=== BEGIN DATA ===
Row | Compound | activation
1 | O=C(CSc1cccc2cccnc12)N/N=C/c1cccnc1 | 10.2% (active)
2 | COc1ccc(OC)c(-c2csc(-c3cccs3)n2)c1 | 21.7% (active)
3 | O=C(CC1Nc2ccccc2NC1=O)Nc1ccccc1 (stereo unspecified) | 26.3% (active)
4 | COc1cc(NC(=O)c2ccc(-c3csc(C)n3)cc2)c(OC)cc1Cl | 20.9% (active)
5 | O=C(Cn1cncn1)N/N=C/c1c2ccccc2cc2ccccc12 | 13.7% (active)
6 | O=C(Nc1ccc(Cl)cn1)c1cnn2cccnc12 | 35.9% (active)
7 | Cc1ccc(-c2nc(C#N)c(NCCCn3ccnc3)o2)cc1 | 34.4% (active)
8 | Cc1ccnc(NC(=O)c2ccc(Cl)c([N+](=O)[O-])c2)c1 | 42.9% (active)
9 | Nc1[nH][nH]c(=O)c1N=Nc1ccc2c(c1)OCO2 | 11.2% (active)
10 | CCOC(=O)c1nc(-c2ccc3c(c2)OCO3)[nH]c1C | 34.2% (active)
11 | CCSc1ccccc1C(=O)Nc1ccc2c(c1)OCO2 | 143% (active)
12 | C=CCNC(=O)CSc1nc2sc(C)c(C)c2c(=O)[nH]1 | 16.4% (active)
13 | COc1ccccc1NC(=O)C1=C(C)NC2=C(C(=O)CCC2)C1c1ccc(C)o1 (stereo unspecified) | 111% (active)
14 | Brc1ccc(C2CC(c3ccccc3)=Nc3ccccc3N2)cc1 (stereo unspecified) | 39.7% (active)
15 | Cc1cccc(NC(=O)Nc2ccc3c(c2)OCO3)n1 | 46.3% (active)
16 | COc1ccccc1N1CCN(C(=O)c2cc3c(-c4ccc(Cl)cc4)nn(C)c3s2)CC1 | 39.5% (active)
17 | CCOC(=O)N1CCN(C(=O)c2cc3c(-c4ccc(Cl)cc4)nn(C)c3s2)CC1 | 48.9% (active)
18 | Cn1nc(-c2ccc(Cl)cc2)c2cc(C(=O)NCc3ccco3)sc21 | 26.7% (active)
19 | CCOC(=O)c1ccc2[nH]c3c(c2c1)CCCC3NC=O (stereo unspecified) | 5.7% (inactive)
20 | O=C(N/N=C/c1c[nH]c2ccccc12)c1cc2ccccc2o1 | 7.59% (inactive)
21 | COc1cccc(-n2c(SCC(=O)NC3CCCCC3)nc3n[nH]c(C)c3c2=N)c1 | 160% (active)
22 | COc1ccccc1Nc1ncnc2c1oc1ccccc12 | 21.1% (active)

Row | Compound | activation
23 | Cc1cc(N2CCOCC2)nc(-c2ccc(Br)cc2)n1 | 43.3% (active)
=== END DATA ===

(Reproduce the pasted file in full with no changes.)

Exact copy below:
Row | Compound | activation
1 | O=C(CSc1cccc2cccnc12)N/N=C/c1cccnc1 | 10.2% (active)
2 | COc1ccc(OC)c(-c2csc(-c3cccs3)n2)c1 | 21.7% (active)
3 | O=C(CC1Nc2ccccc2NC1=O)Nc1ccccc1 (stereo unspecified) | 26.3% (active)
4 | COc1cc(NC(=O)c2ccc(-c3csc(C)n3)cc2)c(OC)cc1Cl | 20.9% (active)
5 | O=C(Cn1cncn1)N/N=C/c1c2ccccc2cc2ccccc12 | 13.7% (active)
6 | O=C(Nc1ccc(Cl)cn1)c1cnn2cccnc12 | 35.9% (active)
7 | Cc1ccc(-c2nc(C#N)c(NCCCn3ccnc3)o2)cc1 | 34.4% (active)
8 | Cc1ccnc(NC(=O)c2ccc(Cl)c([N+](=O)[O-])c2)c1 | 42.9% (active)
9 | Nc1[nH][nH]c(=O)c1N=Nc1ccc2c(c1)OCO2 | 11.2% (active)
10 | CCOC(=O)c1nc(-c2ccc3c(c2)OCO3)[nH]c1C | 34.2% (active)
11 | CCSc1ccccc1C(=O)Nc1ccc2c(c1)OCO2 | 143% (active)
12 | C=CCNC(=O)CSc1nc2sc(C)c(C)c2c(=O)[nH]1 | 16.4% (active)
13 | COc1ccccc1NC(=O)C1=C(C)NC2=C(C(=O)CCC2)C1c1ccc(C)o1 (stereo unspecified) | 111% (active)
14 | Brc1ccc(C2CC(c3ccccc3)=Nc3ccccc3N2)cc1 (stereo unspecified) | 39.7% (active)
15 | Cc1cccc(NC(=O)Nc2ccc3c(c2)OCO3)n1 | 46.3% (active)
16 | COc1ccccc1N1CCN(C(=O)c2cc3c(-c4ccc(Cl)cc4)nn(C)c3s2)CC1 | 39.5% (active)
17 | CCOC(=O)N1CCN(C(=O)c2cc3c(-c4ccc(Cl)cc4)nn(C)c3s2)CC1 | 48.9% (active)
18 | Cn1nc(-c2ccc(Cl)cc2)c2cc(C(=O)NCc3ccco3)sc21 | 26.7% (active)
19 | CCOC(=O)c1ccc2[nH]c3c(c2c1)CCCC3NC=O (stereo unspecified) | 5.7% (inactive)
20 | O=C(N/N=C/c1c[nH]c2ccccc12)c1cc2ccccc2o1 | 7.59% (inactive)
21 | COc1cccc(-n2c(SCC(=O)NC3CCCCC3)nc3n[nH]c(C)c3c2=N)c1 | 160% (active)
22 | COc1ccccc1Nc1ncnc2c1oc1ccccc12 | 21.1% (active)

Row | Compound | activation
23 | Cc1cc(N2CCOCC2)nc(-c2ccc(Br)cc2)n1 | 43.3% (active)